The deterministic chaos and fractal objects studied by the natural sciences echo the fads, erratic behaviour and randomness that now characterize the human world. (1998:199)

In footnotes he refers to the ideas of Prigogine, Lorenz and Mandelbrot, which provide a good starting point for our own brief inventory of concepts and analytic tools to apply to digitality, to the subjects and objects of the technology and to the planning process. We are not suggesting here that it is only the precise methodologies (the mathematics for example) drawn from these ideas that are useful to digital planning (although they might be). Rather we draw, sometimes loosely, sometimes more precisely, on the principles involved in order to bring some significant innovations to cultural planning.

Chaos theory implies an ontology in which the world is characterised by significant non-linear complexity. This makes the principles behind Chaos theory very useful within the contemporary social world. Here there is a wide-spread sense that levels of complexity today are rising in every aspect of the contemporary world, in the social sphere and in the semiosphere of circulating meanings, affecting and affected by events in cyberspace. Practices derived from the principles of Chaos theory can therefore provide significant re-orientations to the way planning is understood and carried out. Such practices can perhaps begin to answer some of the dilemmas of planning, recognised before the development of Chaos theory. For example, Ashby’s famous Law of Requisite Variety (1961) is a salutary check on linear utopian projects: a control system must have the same ‘variety’ as the system being controlled. Given that a plan is a mechanism of control, this implies that its supporting information system must incorporate the variety of what is being controlled, a diverse society. This variety minimally encompasses the three main elements that make up the planning process: planners, the world they plan for, and the technologies they use to understand and manage it.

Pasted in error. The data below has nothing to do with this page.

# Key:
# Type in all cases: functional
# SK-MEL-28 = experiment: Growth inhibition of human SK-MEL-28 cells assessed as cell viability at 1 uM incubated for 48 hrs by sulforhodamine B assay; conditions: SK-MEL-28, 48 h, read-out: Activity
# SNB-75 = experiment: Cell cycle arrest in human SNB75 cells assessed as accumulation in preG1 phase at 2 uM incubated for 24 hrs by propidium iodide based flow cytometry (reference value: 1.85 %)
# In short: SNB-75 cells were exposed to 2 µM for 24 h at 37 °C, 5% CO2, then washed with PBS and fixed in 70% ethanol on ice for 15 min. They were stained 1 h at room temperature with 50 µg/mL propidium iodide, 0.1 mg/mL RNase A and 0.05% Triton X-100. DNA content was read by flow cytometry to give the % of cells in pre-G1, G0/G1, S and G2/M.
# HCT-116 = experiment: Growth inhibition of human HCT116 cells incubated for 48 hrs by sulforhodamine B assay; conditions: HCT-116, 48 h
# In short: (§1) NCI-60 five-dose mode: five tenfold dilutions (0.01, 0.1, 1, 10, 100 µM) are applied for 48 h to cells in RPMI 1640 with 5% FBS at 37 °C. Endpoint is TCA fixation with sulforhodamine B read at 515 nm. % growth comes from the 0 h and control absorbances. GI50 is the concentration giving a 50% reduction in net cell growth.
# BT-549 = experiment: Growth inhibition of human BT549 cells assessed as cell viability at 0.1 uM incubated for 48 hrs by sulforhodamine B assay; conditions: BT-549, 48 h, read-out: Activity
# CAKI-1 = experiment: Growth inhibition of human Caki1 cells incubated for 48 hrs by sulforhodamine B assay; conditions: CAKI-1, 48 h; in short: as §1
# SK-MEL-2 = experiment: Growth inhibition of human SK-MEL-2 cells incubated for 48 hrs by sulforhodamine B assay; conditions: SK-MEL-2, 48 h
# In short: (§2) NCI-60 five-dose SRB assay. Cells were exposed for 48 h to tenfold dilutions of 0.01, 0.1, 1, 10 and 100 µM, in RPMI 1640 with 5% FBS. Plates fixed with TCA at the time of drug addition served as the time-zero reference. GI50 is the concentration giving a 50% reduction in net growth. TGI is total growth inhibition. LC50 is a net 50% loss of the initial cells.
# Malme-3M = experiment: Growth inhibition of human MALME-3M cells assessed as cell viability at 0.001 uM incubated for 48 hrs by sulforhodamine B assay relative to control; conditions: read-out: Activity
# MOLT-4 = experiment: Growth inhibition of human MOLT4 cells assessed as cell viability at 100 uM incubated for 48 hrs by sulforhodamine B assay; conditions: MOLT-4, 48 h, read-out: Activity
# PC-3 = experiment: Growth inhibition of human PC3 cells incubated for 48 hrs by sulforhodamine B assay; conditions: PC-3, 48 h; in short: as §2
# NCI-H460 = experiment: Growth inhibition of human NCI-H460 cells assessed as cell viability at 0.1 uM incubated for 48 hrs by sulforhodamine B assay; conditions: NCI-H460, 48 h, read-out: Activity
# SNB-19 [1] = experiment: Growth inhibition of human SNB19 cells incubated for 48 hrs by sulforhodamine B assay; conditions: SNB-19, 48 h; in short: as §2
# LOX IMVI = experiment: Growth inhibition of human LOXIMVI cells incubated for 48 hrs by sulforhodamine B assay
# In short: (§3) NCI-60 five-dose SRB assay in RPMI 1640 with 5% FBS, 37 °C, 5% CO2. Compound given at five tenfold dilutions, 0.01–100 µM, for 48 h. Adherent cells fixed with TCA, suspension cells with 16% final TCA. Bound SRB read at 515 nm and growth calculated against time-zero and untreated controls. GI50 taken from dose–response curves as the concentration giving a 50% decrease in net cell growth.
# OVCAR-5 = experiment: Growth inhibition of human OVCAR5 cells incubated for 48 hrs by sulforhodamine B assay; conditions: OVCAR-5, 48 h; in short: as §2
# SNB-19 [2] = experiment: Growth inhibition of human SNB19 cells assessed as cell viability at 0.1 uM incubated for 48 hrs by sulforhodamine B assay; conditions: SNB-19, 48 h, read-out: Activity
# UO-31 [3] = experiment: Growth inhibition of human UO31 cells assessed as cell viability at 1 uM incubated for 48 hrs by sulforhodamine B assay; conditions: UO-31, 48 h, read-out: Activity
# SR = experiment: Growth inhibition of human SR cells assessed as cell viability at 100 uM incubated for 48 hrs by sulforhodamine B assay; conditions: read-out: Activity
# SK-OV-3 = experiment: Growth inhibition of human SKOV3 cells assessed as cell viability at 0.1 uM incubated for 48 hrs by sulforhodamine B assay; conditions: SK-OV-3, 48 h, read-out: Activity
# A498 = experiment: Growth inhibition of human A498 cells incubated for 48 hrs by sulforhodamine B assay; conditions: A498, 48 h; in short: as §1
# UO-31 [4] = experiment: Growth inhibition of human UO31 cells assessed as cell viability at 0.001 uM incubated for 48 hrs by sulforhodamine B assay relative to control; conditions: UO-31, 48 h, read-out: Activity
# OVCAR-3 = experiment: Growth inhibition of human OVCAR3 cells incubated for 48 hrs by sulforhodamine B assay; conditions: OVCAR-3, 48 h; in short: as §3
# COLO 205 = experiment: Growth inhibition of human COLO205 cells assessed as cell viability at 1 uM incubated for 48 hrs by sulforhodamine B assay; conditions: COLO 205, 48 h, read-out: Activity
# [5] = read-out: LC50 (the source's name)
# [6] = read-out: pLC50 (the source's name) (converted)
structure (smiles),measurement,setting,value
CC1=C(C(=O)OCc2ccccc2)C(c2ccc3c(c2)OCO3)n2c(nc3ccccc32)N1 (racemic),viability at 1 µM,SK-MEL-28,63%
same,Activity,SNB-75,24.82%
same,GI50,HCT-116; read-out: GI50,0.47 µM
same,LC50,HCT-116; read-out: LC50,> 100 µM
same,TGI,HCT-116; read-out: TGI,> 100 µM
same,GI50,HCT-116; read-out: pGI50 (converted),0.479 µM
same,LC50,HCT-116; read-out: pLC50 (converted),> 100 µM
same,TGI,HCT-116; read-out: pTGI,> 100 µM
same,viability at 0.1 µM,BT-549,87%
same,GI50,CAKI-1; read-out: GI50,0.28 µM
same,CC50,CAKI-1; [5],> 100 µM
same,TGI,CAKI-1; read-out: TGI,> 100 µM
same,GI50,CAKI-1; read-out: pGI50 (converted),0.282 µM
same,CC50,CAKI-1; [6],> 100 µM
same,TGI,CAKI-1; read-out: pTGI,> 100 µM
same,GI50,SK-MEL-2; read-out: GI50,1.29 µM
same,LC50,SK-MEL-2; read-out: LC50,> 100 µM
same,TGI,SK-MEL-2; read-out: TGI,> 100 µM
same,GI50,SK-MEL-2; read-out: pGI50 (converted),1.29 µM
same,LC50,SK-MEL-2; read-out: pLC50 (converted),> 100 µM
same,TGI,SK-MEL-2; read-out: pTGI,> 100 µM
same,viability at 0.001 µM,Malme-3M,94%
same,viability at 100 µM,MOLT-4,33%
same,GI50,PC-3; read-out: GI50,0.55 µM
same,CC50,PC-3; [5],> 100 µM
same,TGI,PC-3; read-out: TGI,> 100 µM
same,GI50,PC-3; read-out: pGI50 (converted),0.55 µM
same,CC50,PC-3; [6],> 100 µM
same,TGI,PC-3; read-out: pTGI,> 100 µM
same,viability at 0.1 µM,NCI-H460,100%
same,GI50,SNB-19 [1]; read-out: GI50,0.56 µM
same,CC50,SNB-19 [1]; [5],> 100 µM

In this spirit we will introduce a brief tool-kit of concepts drawn and adapted from theories of chaos and complexity which we have found especially useful in thinking about key issues of planning and digital systems.

1. Far-from-equilibrium dynamics. Here the key theorist is Ilya Prigogine, (Prigogine and Stengers, 1984) who proposes that natural systems (including social and biological systems) exist in three fundamentally different conditions, which have very different properties. Systems at or close to equilibrium have simple structures, little or no movement, and are highly predictable. Chaotic “systems” are so random that they are barely systems, though they still have typical behaviours. Between these two extremes are systems which are far from equilibrium but at the edge of chaos, not beyond. Systems in these conditions are typically non-linear, and cannot be precisely described or predicted. Causes can have disproportionate effects, and they can act over surprising distances.

One phenomenon which illustrates far-from-equilibrium properties well is the so-called ‘butterfly effect’ proposed by Edward Lorenz (1995). According to the metaphor, the flapping of a butterfly’s wings in the Andes may “cause” (or more precisely, introduce a tendency in a chaotic system whose outcome is) a hurricane in Beijing. The point of the metaphor is not that Andean butterflies should all be exterminated before they do more damage. It is that in a chaotic situation, it is not clear till after the event just what might prove a decisive input, or what its effects might be.